According to the MID EA modeling and consulting company in Germany and Switzerland (, there is a big trend among large companies globally to take Enterprise Architecture Management (EAM) more seriously and to be able to understand their own “digital backbone” better. As speed increases on the business side, as well as in technology, success demands that organizations:
  1. Know what they have (in terms of IT assets)
  2. Are able to plan where they want to go
Without EAM this is not possible.
Looking at tools:
MID sees a shift in many large organizations from EAM tools like Alfabet, Mega and Troux, which were designed to maintain huge technology and application portfolios in essentially lists, towards a model-based approach. Such an approach involves starting with Enterprise Architecture (EA) descriptions at a high level via the use of an EA graphical language (e.g. ArchiMate), and then, as necessary, diving into the details of Business Process Management (BPM) with the BPMN language, Information Architecture with ER, ERM, and SERM notations, etc., and then with Software Architecture via, for example, UML.
They see describing and maintaining this consistent information continuum, very high level to granular descriptions, using open standards, as the foundation for being agile. When the agile movement picked up initial momentum it became more and more unpopular to document architecture elements. However, today everybody would agree that a large company without a clear definition of which aspects of EA, Business Processes, Information Architecture need to be documented in models will have severe challenges in getting to an agile level of innovation management – not to mention all the legal risks of failing to properly document one’s architecture.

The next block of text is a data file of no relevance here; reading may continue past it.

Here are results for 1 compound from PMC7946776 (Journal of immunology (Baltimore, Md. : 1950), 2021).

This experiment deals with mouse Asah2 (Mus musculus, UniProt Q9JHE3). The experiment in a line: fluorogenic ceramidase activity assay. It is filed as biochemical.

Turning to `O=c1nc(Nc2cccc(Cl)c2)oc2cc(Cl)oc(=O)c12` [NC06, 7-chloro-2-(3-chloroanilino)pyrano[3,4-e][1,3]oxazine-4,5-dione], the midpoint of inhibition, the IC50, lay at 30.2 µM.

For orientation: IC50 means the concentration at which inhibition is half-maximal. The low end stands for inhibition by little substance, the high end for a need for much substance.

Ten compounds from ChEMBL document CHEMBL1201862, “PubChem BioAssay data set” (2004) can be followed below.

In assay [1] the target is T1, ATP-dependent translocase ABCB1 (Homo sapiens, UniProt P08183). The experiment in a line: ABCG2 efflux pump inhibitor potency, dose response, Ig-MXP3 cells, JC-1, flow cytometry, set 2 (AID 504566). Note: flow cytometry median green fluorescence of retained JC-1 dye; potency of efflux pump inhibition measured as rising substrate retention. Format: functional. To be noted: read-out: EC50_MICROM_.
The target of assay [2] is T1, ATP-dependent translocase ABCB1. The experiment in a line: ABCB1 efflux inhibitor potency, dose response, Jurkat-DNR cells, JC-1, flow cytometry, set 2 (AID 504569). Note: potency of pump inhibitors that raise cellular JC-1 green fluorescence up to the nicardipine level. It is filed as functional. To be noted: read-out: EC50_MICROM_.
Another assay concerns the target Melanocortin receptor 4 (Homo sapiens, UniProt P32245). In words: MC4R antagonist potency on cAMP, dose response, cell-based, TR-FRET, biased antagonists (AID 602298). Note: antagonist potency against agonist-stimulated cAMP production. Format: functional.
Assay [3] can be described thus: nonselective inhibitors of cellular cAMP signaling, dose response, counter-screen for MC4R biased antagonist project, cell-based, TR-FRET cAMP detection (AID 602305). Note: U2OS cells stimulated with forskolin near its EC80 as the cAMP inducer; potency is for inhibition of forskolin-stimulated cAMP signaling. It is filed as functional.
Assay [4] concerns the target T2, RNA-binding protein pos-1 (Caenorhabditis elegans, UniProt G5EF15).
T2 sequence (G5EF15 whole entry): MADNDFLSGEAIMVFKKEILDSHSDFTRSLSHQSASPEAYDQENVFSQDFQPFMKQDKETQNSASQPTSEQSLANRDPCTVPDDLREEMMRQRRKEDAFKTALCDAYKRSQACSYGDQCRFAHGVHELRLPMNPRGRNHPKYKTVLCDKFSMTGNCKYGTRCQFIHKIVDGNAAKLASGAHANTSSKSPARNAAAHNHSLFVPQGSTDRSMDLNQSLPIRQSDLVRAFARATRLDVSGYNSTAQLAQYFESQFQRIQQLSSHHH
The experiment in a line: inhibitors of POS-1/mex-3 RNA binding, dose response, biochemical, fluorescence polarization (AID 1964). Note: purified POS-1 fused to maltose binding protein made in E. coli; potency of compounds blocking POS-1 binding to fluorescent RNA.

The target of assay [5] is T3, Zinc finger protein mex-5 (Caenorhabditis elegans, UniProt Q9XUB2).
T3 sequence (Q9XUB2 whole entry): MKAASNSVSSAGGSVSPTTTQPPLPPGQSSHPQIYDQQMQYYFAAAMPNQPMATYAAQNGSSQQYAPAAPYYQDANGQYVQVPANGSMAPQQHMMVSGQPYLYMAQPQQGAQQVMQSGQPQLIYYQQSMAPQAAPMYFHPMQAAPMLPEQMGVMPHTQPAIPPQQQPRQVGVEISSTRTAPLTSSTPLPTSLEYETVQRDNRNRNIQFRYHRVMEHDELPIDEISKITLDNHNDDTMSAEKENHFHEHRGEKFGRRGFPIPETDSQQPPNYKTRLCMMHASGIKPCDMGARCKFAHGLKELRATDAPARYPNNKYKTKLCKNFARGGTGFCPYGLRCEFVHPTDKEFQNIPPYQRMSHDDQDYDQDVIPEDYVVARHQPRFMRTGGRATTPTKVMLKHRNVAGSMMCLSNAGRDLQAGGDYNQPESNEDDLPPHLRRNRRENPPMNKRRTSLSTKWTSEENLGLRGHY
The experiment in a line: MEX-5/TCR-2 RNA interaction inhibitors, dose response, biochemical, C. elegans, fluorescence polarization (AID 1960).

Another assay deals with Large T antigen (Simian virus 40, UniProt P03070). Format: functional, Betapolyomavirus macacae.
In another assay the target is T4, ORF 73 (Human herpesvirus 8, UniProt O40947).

According to MID, the challenges for tool vendors are:
  • Even more important than the tool is the methodology – the tool has to be flexible enough to support any methodology
  • The tool should be as light and easy to use as possible
  • Tooling has to be scalable and support even very complex scenarios
  • The tool should cover multiple domains and provide high consistency in terms of method and notation
  • It should be possible to integrate architecture information from a diverse set of tools
There are multiple contradictions in these requirements and therefore a good tool strategy is a challenge. 
Next month we will provide a perspective from the Ardoq EA modeling company ( whose headquarters is in Oslo. They are pursuing a Data-Driven strategy as the backbone to have their tool generate EA models that provide "Enterprise Intelligence" - so models are still key but the focus is on the data and how to organize it, with the tool rendering the views from the data in an automated way.
By the way, over the last couple of years, I have been graciously hosted by MID in Nuremberg, Germany (in December 2016) for a full rundown of their capabilities and by Ardoq in Oslo, Norway (in September 2018) for a similar, in-depth orientation. Whereas MID has been around for over 20 years, Ardoq is a new company - just over 2 years old - and expanding rapidly at present to other countries outside of Scandinavia.
Authored by: Dr. Steve Else, Chief Architect & Principal Instructor


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